TRENDING: An atheist view of December
December 23rd, 2010
07:00 AM ET

TRENDING: An atheist view of December

By Katie Glaeser, CNN

“Christians don’t deserve a monopoly on holiday cheer," reads a simple yet loaded statement on the American Atheists’ website.

But how could Christians monopolize a holiday that is based on their beliefs?

It turns out that traditions associated with Christmas have morphed into social norms adopted even among nonbelievers.

Everywhere you turn there are decorations, cookies, and music. But for many of the 5% of Americans who say they don’t believe in God, December is not that different from what it’s like for those affiliated with a Christian religion. Those who don’t believe in the reason behind the holiday still celebrate the season’s concentration on values, family, and kindness.

Liz Turcotte from Kentucky grew up Catholic, but her views on religion changed during college. “I feel like a lot of people associate atheism with a lack of tradition and bitterness towards religious holidays when this is far from the truth, at least for me,” she tells CNN in an interview.

Atheism is a very broad term. David Silverman, president of American Atheists, says it can be the lack of belief in God, or never giving much thought to God, and can also include those unwilling to make any sort of decision about what they believe in.

Turcotte says the holiday festivities feel more secular than religious and she’ll be celebrating like many others on Christmas Day.

“We celebrate the end of a long year, whether it was difficult or fruitful, and the start of a new year to come,” Turcotte says. “For me, it is about being appreciative of the people in my life who have helped me through the past year.”

Silverman, with the American Atheists, says many nonbelievers celebrate December milestones like Christmas and the winter solstice.

“Me personally,” Silverman jokes, “I do nothing. I roll in a ball and hide in the corner until it’s over.” But his wife, who is a practicing Jew, puts up a menorah in their house and celebrates Hanukkah with the couple’s daughter.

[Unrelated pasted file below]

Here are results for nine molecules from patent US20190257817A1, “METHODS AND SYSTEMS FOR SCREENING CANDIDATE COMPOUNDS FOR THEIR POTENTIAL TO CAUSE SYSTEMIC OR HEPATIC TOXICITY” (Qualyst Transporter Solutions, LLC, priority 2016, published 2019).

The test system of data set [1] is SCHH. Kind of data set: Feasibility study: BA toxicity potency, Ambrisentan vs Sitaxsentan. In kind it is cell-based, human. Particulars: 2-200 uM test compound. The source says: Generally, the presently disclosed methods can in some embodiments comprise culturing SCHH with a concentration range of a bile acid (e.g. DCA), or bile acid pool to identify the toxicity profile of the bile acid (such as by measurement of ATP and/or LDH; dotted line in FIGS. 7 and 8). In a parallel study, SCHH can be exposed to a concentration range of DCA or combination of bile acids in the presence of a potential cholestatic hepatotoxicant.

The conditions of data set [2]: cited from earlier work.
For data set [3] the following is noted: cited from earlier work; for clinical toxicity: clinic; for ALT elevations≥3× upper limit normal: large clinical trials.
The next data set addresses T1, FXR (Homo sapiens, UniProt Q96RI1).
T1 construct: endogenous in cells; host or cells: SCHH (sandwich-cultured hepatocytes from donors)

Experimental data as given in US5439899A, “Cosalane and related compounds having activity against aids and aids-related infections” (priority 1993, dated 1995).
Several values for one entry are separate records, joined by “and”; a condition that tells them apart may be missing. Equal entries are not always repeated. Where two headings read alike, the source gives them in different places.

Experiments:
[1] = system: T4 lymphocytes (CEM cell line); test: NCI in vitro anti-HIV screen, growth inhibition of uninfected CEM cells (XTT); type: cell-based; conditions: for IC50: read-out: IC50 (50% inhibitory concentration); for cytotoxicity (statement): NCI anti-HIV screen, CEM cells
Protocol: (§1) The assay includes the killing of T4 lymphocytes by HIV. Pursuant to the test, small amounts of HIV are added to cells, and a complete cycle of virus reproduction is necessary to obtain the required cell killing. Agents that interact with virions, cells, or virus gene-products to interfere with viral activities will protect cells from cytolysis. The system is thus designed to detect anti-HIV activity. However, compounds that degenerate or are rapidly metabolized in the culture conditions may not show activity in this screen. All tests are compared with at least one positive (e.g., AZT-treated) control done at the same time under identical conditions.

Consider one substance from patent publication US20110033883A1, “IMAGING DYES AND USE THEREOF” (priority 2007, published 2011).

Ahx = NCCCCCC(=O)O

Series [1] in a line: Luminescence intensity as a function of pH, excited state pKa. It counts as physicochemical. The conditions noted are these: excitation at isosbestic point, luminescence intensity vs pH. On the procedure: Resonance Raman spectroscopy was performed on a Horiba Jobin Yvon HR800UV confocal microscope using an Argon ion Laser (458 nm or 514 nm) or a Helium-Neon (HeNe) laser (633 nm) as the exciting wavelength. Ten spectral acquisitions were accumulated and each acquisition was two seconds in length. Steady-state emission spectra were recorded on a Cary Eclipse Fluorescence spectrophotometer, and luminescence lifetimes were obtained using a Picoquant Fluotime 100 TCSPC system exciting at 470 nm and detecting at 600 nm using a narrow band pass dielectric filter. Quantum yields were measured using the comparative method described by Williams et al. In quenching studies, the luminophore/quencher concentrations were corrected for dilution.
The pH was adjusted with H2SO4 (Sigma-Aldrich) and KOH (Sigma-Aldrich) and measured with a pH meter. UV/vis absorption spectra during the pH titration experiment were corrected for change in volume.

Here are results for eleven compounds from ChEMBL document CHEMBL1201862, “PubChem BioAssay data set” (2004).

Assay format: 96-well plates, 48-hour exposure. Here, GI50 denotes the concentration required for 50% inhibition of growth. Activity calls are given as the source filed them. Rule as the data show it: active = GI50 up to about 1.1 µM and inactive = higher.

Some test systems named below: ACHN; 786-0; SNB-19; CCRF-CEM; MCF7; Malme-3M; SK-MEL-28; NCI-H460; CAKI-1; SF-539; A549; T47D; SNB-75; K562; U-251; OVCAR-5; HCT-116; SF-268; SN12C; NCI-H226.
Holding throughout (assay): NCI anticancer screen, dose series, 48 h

Silverman says it’s a problem that Christmas is a religious holiday that’s also a U.S. federal holiday. “If you’re going to force Jews, atheists, Hindus to observe Christmas by shutting down the country, what we’re going to observe is the most secular parts of the holiday,” he explains.

Christmas has been a federal holiday since 1870. The explanation offered on the government website America.gov is that the holiday “began to honor universal values such as home, children and family life, and to incorporate secular customs like exchanging gifts and cards, and the decoration of evergreen trees.”

So, Silverman says, “A tree with tinsel and chestnuts roasting on an open fire … it’s perfectly acceptable for an atheist to celebrate these.”

Atlanta resident Adam Olansky says he doesn’t believe in the existence of God, but he and his family still have traditions around the Christmas holiday. They celebrate it by focusing on family and food. The tree was recently trimmed and on December 25 they’ll have brunch and exchange presents.

To Olansky, it’s not the customs that are the problem with Christmas. “I think the most overwhelming part of the holiday season is the way people behave, not the way the stores are dressed up or the music.” He says it comes down to the crazy holiday shoppers - “the person who has allowed a season that’s presumably about peace and joy to drive them off the deep end.”

Silverman says some atheists are upset with Christmas because “Christians do not own the season.” In fact, he accuses Christians of stealing the holiday. “Christianity is one of over a dozen religions that named the winter solstice as their god’s birthday. This is not original,” Silverman says. “It’s not about being out against Christmas, it’s about Christmas being a monopoly.”

Kyev Tatum, pastor of Friendship Rock Baptist Church in Fort Worth, Texas, disputes Silverman’s assertion. “For him to make that kind of claim is just flat out untrue," he says. "It’s Christ-mas.”